Suddenly, Jesus’ words flashed through Peter’s mind: “Before the rooster crows, you will deny three times that you even know me.” And he went away, weeping bitterly. Matthew 26:75 NLT
Letdowns pepper life.
An early Canadian fur trader and explorer, Sir Alexander Mackenzie led an expedition across Canada in 1793, beginning at Fort Chippewyan on Lake Athabasca and ending at the Pacific Ocean.
Mackenzie had made an earlier attempt in 1789 that didn’t turn out so well. The valiant group followed a mighty river, which is now named the Mackenzie. They had high hopes and paddled furiously amid great danger. Unfortunately, the route didn’t empty into the Pacific, but into the Arctic Ocean. In his diary, Mackenzie called this river the “River of Disappointment.” He and his crew experienced one of life’s letdowns.
Jesus knew about let downs too. Judas let Him down. This faithful follower turned out to be not so faithful. When he was offered money to betray Jesus, he took it and sealed the deal by giving Jesus a kiss of death. Later, his regret led him to hang himself.
Peter also let Jesus down. When the authorities arrested Jesus, all the disciples fled. Peter followed the mob. As he sat in the courtyard waiting to see what would happen to Jesus, some questioned him about his association with Jesus. Several times, he denied knowing Jesus. When the rooster crowed, Peter remembered what Jesus had told him, and he wept bitterly. He had let down the one He loved.
Others will let us down, and we’ll let others down. We’re human. Imperfect. The letdown will happen, and we won’t be able to prevent it. Expecting to go through life without experiencing let downs sets us up for disappointment. When we live with reasonable expectations of letdowns, we’ll deal with the pain of the let down in a healthier way.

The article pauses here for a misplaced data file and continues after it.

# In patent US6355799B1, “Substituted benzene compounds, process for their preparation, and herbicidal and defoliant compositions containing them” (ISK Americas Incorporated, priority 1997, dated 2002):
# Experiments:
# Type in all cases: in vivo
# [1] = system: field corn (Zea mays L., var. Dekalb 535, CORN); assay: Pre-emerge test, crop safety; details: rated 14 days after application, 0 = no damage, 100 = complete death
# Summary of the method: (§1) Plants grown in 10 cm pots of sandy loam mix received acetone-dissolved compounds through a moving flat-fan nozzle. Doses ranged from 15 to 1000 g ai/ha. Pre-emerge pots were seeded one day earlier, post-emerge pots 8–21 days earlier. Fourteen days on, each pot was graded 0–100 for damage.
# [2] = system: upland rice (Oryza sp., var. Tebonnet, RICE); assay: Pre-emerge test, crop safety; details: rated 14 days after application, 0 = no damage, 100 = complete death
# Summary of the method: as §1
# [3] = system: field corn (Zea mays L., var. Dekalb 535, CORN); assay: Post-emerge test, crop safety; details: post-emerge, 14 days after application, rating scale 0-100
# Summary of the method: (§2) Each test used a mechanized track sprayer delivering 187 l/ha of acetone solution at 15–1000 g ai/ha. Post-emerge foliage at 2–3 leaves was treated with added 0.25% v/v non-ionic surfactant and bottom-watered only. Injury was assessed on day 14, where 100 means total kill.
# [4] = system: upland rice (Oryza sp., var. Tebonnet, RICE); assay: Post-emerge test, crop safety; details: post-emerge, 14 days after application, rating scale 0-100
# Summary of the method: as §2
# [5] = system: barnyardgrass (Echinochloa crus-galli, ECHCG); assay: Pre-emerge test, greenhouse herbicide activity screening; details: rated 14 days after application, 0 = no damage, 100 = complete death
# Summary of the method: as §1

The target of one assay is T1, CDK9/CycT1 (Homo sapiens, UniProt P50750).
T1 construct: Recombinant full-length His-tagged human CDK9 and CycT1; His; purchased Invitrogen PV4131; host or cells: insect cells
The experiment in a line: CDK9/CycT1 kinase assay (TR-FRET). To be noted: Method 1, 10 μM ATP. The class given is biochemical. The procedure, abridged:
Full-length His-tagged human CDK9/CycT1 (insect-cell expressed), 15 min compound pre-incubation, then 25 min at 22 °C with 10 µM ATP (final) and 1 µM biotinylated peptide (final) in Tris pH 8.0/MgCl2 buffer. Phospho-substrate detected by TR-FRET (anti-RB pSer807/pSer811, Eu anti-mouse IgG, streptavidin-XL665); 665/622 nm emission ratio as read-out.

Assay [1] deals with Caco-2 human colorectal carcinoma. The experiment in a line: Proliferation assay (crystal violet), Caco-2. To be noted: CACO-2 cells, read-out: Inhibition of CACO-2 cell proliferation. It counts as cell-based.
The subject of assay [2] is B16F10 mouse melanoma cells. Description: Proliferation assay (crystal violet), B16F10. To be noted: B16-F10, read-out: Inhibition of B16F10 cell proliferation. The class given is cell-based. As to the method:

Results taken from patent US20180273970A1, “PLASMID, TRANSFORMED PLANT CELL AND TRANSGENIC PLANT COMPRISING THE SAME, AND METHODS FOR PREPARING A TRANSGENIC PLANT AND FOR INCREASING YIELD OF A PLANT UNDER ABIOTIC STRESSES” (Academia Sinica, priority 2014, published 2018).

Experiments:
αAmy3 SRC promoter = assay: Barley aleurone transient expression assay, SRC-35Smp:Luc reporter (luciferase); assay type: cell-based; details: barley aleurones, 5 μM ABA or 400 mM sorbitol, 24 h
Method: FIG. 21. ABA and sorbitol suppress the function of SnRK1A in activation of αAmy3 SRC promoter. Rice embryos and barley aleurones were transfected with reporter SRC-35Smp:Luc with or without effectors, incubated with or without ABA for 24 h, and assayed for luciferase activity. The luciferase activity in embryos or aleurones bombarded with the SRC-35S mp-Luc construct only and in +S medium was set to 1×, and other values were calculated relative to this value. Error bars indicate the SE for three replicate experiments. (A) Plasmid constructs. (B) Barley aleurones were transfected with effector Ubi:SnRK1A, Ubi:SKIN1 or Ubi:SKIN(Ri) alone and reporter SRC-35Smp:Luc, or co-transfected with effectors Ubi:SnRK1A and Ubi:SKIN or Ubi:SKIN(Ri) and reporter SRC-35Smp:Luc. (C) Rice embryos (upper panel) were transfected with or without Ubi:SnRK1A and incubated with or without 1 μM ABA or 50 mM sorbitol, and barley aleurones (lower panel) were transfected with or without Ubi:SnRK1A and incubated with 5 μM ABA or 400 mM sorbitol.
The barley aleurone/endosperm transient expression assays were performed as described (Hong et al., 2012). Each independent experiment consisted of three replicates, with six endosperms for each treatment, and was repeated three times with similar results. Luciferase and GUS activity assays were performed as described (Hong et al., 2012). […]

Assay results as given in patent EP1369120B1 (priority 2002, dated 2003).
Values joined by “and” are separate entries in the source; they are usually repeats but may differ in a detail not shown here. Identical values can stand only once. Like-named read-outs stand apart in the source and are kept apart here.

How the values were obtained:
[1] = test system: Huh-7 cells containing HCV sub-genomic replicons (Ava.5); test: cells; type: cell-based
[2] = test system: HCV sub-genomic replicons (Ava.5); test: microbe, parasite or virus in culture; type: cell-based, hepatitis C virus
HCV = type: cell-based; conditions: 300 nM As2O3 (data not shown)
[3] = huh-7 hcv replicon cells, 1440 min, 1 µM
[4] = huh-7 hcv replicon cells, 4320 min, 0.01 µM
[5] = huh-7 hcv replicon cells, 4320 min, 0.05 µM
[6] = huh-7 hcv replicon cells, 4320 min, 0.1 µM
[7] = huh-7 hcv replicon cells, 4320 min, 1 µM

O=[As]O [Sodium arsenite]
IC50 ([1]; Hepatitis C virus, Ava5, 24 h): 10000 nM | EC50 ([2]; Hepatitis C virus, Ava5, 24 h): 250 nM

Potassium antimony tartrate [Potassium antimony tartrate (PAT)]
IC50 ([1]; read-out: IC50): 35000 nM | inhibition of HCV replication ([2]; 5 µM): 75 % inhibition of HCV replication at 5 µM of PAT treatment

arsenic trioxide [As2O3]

What we do with the letdown, especially if we are the one who did the letting down, is important. Judas’ remorse led him in the wrong direction; Peter’s led him in the right direction. Peter confessed and got on with the business of serving Jesus.
Others may not always apologize when they let us down, but we can express sorrow and make things right if we’re the ones who did the letting down.
Don’t base your happiness on the actions of others. When the letdowns come, take the proper actions and move on.
Prayer: Father, when the letdowns come, move us to the right actions and then move us on.
Tweetable: How do you handle life's letdowns?
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